Tom Jacobs writes: Why do humans play, and listen, to music? The question has long baffled evolutionary theorists. Some suggest it had its origins in courtship rituals, while others contend it had (and has) a unique ability to bond people together to work toward a common goal.
Now, a couple of Harvard University researchers have proposed a new concept: They argue that the earliest music — and perhaps the prototype for everything from Bach to rap — may just have been the songs mothers sing to their infants.
Maybe the first musical genre wasn’t the love song, but rather the lullaby.
“The evolution of music must be a complex, multi-step process, with different features developing for different reasons,” says Samuel Mehr, who co-authored the paper with psychologist Max Krasnow. “Our theory raises the possibility that infant-directed song is the starting point for all that.”
Mothers vocalize to their babies “across many, if not all, cultures,” the researches note in the journal Evolution and Human Behavior. Its ubiquity suggests this activity plays a positive role in the parent-child relationship, presumably soothing infants by proving that someone is there and paying attention to them. [Continue reading…]
The Washington Post reports: In Ethiopia, she is known as “Dinkinesh” — Amharic for “you are marvelous.” It’s an apt name for one of the most complete ancient hominid skeletons ever found, an assemblage of fossilized bones that has given scientists unprecedented insight into the history of humanity.
You probably know her as Lucy.
Discovered in 1974, wedged into a gully in Ethiopia’s Awash Valley, the delicate, diminutive skeleton is both uncannily familiar and alluringly strange. In some ways, the 3.2-million-year-old Australopithecus was a lot like us; her hips, feet and long legs were clearly made for walking. But she also had long arms and dexterous curved fingers, much like modern apes that still swing from the trees.
So, for decades scientists have wondered: Who exactly was Lucy? Was she lumbering and land-bound, like us modern humans? Or did she retain some of the ancient climbing abilities that made her ancestors — and our own — champions of the treetops?
A new study suggests she was a little of both: Though her lower limbs were adapted for bipedalism, she had exceptionally strong arm bones that allowed her to haul herself up branches, researchers reported Wednesday in the journal PLoS One. [Continue reading…]
Live Science reports: After analyzing the crater from the cosmic impact that ended the age of dinosaurs, scientists now say the object that smacked into the planet may have punched nearly all the way through Earth’s crust, according to a new study.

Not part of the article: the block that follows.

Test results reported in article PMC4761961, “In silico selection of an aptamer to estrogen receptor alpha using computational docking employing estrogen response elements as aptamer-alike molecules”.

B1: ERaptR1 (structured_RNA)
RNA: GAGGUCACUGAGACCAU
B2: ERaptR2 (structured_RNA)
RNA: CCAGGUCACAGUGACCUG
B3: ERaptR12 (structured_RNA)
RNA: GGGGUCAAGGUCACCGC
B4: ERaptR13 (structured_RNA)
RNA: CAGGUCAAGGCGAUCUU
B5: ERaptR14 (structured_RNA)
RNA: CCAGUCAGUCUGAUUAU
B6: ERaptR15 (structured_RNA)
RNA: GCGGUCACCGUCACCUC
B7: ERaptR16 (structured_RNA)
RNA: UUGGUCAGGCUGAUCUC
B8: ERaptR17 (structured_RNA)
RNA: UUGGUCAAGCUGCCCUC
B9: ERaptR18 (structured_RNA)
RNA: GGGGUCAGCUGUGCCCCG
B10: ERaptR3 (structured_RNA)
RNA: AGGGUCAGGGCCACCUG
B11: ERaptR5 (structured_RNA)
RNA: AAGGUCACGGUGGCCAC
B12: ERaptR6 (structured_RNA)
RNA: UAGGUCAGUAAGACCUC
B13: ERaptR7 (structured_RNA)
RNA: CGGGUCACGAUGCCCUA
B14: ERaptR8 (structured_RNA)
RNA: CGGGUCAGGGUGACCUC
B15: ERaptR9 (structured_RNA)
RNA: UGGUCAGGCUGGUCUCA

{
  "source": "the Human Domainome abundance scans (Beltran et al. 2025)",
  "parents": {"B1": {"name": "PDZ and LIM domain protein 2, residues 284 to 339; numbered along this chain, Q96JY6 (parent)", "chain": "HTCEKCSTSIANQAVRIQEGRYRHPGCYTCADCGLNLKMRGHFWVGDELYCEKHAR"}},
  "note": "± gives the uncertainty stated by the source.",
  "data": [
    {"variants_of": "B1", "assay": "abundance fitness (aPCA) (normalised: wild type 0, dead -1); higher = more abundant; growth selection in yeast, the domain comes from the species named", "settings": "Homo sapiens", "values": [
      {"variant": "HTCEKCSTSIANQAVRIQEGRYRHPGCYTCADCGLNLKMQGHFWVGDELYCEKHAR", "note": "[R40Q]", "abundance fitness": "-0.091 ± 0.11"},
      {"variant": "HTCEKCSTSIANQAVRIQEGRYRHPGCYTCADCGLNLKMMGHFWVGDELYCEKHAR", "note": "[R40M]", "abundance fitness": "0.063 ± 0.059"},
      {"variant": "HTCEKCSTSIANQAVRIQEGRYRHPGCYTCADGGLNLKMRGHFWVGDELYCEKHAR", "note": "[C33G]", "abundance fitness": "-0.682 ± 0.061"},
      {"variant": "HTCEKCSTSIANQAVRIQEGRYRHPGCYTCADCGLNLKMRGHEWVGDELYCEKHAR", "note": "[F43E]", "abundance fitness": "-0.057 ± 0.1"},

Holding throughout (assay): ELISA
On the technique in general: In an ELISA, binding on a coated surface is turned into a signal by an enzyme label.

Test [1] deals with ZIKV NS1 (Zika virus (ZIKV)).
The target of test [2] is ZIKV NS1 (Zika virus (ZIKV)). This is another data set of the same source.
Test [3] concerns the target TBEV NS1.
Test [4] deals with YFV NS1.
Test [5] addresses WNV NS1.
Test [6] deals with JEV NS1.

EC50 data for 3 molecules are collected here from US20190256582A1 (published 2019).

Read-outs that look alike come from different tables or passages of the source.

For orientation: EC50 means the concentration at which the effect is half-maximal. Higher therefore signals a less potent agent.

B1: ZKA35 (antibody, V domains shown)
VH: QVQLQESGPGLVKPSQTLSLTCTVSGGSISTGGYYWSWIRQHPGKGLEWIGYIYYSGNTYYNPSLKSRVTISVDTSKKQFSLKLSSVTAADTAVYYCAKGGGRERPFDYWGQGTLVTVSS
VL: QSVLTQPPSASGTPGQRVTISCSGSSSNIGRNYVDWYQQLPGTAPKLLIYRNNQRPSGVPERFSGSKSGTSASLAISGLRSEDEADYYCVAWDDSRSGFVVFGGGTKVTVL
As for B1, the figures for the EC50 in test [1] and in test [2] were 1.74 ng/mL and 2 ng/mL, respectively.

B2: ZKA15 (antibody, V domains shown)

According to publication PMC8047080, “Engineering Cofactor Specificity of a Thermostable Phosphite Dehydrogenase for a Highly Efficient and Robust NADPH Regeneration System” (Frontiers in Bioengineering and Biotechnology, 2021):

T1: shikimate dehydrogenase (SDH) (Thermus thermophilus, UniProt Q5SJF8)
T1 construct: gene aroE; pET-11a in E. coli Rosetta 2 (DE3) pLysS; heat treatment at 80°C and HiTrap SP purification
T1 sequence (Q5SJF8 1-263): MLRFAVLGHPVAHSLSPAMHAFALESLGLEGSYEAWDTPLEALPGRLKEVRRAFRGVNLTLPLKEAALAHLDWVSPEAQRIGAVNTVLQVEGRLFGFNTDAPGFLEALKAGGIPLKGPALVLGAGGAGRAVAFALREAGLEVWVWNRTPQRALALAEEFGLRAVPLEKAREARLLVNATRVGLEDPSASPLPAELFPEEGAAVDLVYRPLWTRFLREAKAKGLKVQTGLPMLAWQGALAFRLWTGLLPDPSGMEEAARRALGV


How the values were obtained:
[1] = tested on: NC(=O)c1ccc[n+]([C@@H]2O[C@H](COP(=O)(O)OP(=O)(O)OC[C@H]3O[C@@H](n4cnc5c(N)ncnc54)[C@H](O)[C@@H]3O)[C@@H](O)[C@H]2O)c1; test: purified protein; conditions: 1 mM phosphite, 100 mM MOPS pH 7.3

The finding could shed light on how impacts can reshape the faces of planets and how such collisions can generate new habitats for life, the researchers said.
Asteroids and comets occasionally pelt Earth’s surface. Still, for the most part, changes to the planet’s surface result largely from erosion due to rain and wind, “as well as plate tectonics, which generates mountains and ocean trenches,” said study co-author Sean Gulick, a marine geophysicist at the University of Texas at Austin.
In contrast, on the solar system’s other rocky planets, erosion and plate tectonics typically have little, if any, influence on the planetary surfaces. “The key driver of surface changes on those planets is constantly getting hit by stuff from space,” Gulick told Live Science. [Continue reading…]
Adapt or die. That’s the reality for an animal species when it is faced with a harsh environment. Until now, many scientists have assumed that the more challenging an animal’s environment, the greater the pressure to adapt and the faster its genes evolve. But we have just published new research in Royal Society Open Science that shows that genes might actually evolve faster when the pressure to adapt is reduced.
We built a simple computer model of how evolution may be affected by the way animals interact with each other when they’re in groups. Specifically, we looked at what happens to animals that huddle together to keep warm.
We found that when animals huddle in larger groups, their genes for regulating temperature evolve faster, even though there is less pressure to adapt to the cold environment because of the warmth of the huddle. This shows that an organism’s evolution doesn’t just depend on its environment but also on how it behaves.
When animals such as rats and mice huddle together in groups, they can maintain a high body temperature without using as much energy as they would on their own. We wanted to understand how this kind of group behaviour would affect a species’ evolution.
To do this, we built a computer model simulating how the species’ genes changed and were passed on over multiple generations. When the effects of huddling were built into the computer model, the reduced pressure to adapt was actually found to accelerate evolution of the genes controlling heat production and heat loss.
Michael Skinner writes: The unifying theme for much of modern biology is based on Charles Darwin’s theory of evolution, the process of natural selection by which nature selects the fittest, best-adapted organisms to reproduce, multiply and survive. The process is also called adaptation, and traits most likely to help an individual survive are considered adaptive. As organisms change and new variants thrive, species emerge and evolve. In the 1850s, when Darwin described this engine of natural selection, the underlying molecular mechanisms were unknown. But over the past century, advances in genetics and molecular biology have outlined a modern, neo-Darwinian theory of how evolution works: DNA sequences randomly mutate, and organisms with the specific sequences best adapted to the environment multiply and prevail. Those are the species that dominate a niche, until the environment changes and the engine of evolution fires up again.